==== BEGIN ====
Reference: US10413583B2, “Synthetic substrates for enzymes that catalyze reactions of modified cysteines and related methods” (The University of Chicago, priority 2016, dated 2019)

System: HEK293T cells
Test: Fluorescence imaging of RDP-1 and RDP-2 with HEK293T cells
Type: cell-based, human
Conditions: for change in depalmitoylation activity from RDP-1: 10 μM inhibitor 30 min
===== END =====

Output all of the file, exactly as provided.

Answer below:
Reference: US10413583B2, “Synthetic substrates for enzymes that catalyze reactions of modified cysteines and related methods” (The University of Chicago, priority 2016, dated 2019)

System: HEK293T cells
Test: Fluorescence imaging of RDP-1 and RDP-2 with HEK293T cells
Type: cell-based, human
Conditions: for change in depalmitoylation activity from RDP-1: 10 μM inhibitor 30 min